KWK Promes transforms slaughterhouse into art gallery with rotating walls

Architecture studio KWK Promes has converted a slaughterhouse in the Czech Republic into Plato Contemporary Art Gallery, with exhibition spaces lined with rotating concrete walls.

Located in Ostrava, the original heritage-protected slaughterhouse building dates back to the 19th century, but after decades of disuse, it had become dilapidated and partially collapsed.

Plato Contemporary Art Gallery by KWK PromesPlato Contemporary Art Gallery by KWK Promes
KWK Promes has transformed a slaughterhouse into an art gallery

Tasked with adapting the structure into an art gallery, KWK Promes added an extension and concrete infills that contrast the existing sooty brickwork but mimic its ornamentation.

These additions include six large rotating walls, three of which provide entry to Plato Contemporary Art Gallery and three that allow its exhibition spaces to be opened to the surroundings.

Exterior of the Plato Contemporary Art Gallery by KWK PromesExterior of the Plato Contemporary Art Gallery by KWK Promes
Rotating concrete walls open the galleries to the surrounding park

“We introduced a solution that makes art more democratic,” explained the studio.

The main idea of the project is based on preserving the functionality of the openings as shortcuts connecting the building to the city,” it added. “This has provided artists and curators with entirely new exhibition possibilities and allows art to literally ‘go out’ into the space around the building.”

Plato Contemporary Art Gallery by KWK PromesPlato Contemporary Art Gallery by KWK Promes
A new wing has been added to the building

Plato Contemporary Art Gallery’s rotating walls create two entrances on either side of the building, leading into a central reception, ticket office and cafe area.

The four exhibition halls each sit on the ground floor around the edges of the building, allowing them to benefit from natural light and a connection to the surrounding park.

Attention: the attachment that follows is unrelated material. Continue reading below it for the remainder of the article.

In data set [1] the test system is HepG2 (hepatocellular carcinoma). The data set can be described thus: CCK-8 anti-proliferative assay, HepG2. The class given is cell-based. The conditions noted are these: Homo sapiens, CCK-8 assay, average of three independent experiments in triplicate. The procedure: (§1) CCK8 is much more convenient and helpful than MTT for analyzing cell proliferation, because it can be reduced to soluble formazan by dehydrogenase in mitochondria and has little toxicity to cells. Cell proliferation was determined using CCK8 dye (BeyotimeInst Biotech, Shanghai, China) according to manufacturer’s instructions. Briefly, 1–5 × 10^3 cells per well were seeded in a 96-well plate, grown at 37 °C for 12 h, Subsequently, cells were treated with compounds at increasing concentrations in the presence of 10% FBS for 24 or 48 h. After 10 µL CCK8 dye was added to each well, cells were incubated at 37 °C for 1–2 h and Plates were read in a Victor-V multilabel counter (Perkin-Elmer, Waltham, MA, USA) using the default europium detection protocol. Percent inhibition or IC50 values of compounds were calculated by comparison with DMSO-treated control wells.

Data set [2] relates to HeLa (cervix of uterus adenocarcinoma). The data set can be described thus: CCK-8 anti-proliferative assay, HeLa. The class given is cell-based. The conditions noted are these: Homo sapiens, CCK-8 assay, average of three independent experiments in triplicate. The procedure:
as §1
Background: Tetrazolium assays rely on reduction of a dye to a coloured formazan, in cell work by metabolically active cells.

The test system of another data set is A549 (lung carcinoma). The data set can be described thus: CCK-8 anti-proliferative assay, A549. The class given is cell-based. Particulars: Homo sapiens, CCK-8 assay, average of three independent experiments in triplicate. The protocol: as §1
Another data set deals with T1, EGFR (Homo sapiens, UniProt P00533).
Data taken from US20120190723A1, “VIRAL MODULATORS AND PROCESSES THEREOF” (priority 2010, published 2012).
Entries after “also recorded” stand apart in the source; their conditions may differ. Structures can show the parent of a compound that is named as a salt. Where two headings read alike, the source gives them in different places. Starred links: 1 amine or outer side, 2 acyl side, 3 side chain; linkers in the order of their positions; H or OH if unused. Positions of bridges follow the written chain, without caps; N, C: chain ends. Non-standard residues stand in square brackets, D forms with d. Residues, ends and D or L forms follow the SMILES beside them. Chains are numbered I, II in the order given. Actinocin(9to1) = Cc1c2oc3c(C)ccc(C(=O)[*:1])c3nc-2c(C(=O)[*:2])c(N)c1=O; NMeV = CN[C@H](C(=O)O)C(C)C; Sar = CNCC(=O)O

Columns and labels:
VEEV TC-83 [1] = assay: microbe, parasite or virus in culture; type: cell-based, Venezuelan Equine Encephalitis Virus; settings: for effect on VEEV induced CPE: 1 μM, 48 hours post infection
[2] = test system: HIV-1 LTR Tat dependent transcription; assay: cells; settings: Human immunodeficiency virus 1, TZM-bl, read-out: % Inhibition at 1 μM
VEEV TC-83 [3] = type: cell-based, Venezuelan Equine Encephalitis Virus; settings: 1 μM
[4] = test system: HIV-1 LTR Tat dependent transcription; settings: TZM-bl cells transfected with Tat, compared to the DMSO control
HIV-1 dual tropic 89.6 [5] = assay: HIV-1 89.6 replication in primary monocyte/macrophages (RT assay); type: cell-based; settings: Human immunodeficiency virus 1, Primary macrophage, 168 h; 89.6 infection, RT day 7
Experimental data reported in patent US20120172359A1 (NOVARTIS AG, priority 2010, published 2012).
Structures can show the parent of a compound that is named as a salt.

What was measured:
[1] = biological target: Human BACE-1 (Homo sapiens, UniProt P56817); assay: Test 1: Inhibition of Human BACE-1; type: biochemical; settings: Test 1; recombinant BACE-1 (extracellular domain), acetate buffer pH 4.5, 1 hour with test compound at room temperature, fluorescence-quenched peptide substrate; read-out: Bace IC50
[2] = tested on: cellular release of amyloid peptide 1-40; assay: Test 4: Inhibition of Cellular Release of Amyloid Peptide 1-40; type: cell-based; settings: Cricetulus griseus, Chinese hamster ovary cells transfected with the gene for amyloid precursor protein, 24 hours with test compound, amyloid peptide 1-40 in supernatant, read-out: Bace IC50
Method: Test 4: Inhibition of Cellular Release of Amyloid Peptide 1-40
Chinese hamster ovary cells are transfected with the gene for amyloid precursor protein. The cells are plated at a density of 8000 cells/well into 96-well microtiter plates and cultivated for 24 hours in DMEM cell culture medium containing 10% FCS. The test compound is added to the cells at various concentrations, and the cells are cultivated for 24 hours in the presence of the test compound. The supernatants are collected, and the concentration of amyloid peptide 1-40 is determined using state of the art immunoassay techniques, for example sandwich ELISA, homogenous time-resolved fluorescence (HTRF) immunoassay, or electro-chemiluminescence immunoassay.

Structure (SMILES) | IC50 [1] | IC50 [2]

A newly constructed wing at the building’s southern end contains an additional exhibition hall with offices above, finished externally with a blind concrete facade decorated with the impressions of windows, sills and lintels.

On the first floor, this wing connects to a small group of rooms for visiting guests and a space for the gallery’s educational programme.

Concrete extension to a former slaughterhouse in the Czech RepublicConcrete extension to a former slaughterhouse in the Czech Republic
Impressions of windows punctuate the new wing’s concrete facades

While the original brickwork has been left visible internally in the circulation areas, the galleries have been reinsulated and lined with lime plaster, with deep reveals created for the building’s numerous small arched windows.

“The deteriorated bricks have been mostly replenished with those recovered from a collapsed section of the building, [and] the new glazing has a ceramic screen print, making it appear dark and dull, attenuating the light in the galleries.”

White art gallery with a rotating wallWhite art gallery with a rotating wall
The gallery contains four exhibition halls

Surrounding Plato Contemporary Art Gallery, KWK Promes landscaped a park with trees, flower meadows and a small pool of water, with a gravel terrace around the gallery connecting to a series of paths.

“Initially, we imagined a paved surface for artistic activities, but as we got to know Ostrava better, we realised that the place was more in need of attractive green space for residents,” explained the studio.

“The contaminated soil there has been rehabilitated and replaced by a biodiverse park with water-permeable floors, flower meadows and with retention basins.”

Interior of the a former slaughterhouse transformed by KWK PromesInterior of the a former slaughterhouse transformed by KWK Promes
Original brickwork is exposed in some areas

KWK Promes is a Polish architecture studio founded in Katowice in 1999 by Robert Konieczny and Marlena Wolnik. Its other recent projects include the white-concrete House on the Road and Quadrant House, which features a rotating living space.

Plato Contemporary Art Gallery was recently named one of seven finalists in this year’s Mies van der Rohe Award for Europe’s best new building.

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